Compound sentences have more than one verb in the personal form, and therefore have as many predicates as there are verbs. Each of the sentences that are joined together to form a compound sentence is called a proposition.
A compound sentence by coordination is the union of two propositions by means of a coordinating conjunction. These two propositions, although they are joined together, are syntactically independent. That is to say: two or more propositions joined by a link, but if we separate them both, they maintain a complete meaning.
ADVERSATIVES They pose an opposition of meaning between them, that is to say, what one affirms is partially or totally contradicted by the other. The nexuses that join them are usually: but, nevertheless, nevertheless, more, but (than), before, rather, except, otherwise, etc.
They are two or more propositions that are joined by a subordinating link. One proposition (the subordinate one) depends syntactically on the other (the main one). The subordinate proposition performs a syntactic function (subject or complement) in relation to the verb of the main one.
Simple and compound sentences examples
Sometimes the subject, verb and complement can be made up of several words instead of one, so be sure to pay attention to the whole sentence rather than to each word individually.
These are sentences created from two clauses that follow the same basic structure, but this is placed twice and can be separated using conjunctions, some of these are: and, so, but, because and since.
Many of the grammatical rules in English have their exceptions, as for example regarding the use of the article “the”, which is not used with the name of continents, countries and states, with the exception of: The United Kingdom, The United States, The Netherlands, The Hague.
Once you are comfortable with the basic sentences, take some time to explore more complex structures, these will give you more variety in using the language and are a fun challenge to learn.
At Wall Street English you will be able to practice sentences, verbs and expand your vocabulary, in addition to each of the lessons you are learning during our English course, always with the personalized support of our highly qualified teachers.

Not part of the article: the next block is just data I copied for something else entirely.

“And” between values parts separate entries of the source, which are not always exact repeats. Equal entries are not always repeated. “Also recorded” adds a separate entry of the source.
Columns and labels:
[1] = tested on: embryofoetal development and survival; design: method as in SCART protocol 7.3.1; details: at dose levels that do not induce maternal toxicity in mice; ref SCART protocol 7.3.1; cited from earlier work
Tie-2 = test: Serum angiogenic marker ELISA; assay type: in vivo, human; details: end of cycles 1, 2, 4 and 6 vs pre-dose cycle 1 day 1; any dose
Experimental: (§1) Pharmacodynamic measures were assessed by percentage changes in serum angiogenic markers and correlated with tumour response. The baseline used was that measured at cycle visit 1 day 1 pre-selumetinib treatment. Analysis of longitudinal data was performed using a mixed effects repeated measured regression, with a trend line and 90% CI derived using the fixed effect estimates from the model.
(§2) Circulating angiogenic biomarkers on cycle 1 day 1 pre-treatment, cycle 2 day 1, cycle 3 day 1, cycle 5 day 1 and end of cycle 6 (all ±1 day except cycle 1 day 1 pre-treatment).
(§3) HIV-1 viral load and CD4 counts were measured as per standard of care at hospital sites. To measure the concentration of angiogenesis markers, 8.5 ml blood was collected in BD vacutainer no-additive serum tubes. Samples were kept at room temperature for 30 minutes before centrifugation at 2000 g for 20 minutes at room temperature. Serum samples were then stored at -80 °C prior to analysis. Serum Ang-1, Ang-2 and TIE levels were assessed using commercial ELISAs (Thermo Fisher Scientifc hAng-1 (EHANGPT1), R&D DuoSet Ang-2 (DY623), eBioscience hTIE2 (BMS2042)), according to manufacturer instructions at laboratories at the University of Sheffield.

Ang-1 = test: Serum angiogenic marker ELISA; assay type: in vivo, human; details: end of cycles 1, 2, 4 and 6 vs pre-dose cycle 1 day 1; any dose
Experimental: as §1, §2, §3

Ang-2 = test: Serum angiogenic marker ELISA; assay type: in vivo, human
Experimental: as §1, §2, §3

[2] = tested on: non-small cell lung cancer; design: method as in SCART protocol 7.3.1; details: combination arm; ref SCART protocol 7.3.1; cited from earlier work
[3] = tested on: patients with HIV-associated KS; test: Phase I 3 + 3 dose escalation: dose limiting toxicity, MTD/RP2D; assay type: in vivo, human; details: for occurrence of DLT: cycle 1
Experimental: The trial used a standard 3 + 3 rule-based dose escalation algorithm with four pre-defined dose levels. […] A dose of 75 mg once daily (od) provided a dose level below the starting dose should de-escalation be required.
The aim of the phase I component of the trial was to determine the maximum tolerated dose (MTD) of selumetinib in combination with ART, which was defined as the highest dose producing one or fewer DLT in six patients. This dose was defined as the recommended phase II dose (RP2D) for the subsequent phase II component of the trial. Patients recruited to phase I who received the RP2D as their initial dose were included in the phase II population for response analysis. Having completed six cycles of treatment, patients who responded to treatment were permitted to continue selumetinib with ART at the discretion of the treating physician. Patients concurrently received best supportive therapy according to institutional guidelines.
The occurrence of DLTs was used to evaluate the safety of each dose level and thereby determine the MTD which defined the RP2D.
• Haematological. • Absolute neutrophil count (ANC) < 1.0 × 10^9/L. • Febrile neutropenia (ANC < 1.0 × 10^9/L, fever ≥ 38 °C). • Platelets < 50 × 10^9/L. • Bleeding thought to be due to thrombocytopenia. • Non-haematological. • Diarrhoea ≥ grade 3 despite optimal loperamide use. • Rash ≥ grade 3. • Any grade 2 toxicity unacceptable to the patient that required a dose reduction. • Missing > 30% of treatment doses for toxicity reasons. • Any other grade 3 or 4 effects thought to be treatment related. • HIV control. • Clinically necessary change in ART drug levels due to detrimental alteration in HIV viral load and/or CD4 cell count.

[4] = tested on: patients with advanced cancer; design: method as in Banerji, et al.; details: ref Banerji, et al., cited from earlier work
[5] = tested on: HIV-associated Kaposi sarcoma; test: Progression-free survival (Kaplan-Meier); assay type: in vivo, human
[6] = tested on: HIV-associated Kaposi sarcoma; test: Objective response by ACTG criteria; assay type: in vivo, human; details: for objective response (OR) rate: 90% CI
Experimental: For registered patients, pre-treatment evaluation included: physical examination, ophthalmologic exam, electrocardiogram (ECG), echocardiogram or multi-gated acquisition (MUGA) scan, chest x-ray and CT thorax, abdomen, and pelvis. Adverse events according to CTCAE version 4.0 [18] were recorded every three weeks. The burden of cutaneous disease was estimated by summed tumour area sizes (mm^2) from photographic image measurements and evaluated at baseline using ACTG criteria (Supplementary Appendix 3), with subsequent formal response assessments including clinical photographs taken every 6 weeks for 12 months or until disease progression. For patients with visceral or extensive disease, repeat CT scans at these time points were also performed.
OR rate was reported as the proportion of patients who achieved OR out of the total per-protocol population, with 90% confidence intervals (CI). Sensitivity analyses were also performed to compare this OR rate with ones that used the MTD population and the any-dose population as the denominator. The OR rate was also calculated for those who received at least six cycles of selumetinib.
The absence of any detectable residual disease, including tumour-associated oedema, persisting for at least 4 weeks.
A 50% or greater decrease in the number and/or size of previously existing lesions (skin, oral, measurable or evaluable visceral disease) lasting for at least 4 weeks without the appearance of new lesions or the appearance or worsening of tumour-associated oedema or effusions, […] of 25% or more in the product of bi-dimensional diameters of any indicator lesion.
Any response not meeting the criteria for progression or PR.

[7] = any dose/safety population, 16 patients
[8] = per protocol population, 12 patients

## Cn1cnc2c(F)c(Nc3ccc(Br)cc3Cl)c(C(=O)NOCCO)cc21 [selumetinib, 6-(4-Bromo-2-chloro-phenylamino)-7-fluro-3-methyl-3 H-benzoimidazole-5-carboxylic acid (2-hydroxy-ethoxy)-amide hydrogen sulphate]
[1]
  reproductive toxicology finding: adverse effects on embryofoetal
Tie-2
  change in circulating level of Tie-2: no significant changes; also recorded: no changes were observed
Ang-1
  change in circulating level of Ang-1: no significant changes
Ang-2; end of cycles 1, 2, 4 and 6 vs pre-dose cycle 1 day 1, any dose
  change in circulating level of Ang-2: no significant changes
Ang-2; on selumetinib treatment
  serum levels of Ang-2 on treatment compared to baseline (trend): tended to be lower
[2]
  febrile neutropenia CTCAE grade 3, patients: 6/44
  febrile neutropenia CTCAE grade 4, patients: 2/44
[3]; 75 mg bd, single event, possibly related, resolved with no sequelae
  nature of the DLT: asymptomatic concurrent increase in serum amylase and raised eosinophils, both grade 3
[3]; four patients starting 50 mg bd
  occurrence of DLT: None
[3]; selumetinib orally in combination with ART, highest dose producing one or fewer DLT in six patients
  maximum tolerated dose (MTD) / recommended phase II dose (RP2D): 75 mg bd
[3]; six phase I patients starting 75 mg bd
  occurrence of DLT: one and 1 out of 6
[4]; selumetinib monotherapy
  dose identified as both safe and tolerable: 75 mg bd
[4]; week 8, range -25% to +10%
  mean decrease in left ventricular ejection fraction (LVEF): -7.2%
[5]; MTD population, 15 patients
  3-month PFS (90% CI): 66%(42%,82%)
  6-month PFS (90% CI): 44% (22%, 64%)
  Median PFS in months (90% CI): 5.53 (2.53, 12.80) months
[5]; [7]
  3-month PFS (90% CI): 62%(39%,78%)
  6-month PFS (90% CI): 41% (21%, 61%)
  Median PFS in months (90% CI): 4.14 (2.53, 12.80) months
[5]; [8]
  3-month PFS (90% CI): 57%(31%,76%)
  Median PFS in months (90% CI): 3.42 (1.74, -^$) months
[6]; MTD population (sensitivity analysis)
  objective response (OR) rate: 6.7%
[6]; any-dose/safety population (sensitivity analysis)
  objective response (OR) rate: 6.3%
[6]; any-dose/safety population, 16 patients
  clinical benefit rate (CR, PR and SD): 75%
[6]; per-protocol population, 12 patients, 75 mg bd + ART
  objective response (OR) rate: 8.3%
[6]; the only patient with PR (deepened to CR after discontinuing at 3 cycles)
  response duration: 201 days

Examples of compound sentences
To finish this lesson on the types of juxtaposed coordinated and subordinate sentences, we are going to provide you with some examples of these sentences so that you can better understand all the contents we have indicated. Examples of juxtaposed sentencesExamples of coordinated sentencesExamples of subordinate sentences Examples of subordinate sentences
I want you to help me with this question about juxtaposed and coordinated compound sentences this is the first one 1) either our demands will be solved or the fight will intensify .disjunctive nexus or conjunction
Compound sentences for primary school children
Last 19th we detected, due to the implementation of a new version of the Virtual Campus, that when using Netscape, from modem and in saturation conditions (as especially occurred from the 20th to the 23rd) the use of shared mailboxes (as for example is the case of the continuous evaluation mailbox) gave problems.
On the 19th we detected that there were problems in the use of shared mailboxes (for example, the continuous evaluation mailbox). The cause was the launching of a new version of the Virtual Campus when using Netscape from a modem and in saturated conditions (as was especially the case from the 20th to the 23rd).
Nor should one go to the extreme of reducing the text to very short sentences, separated by periods, which can produce a decohesive effect. The clearest and most readable style is the one that combines the short sentence with coordinated and subordinate sentences that reflect the logical relationships between ideas.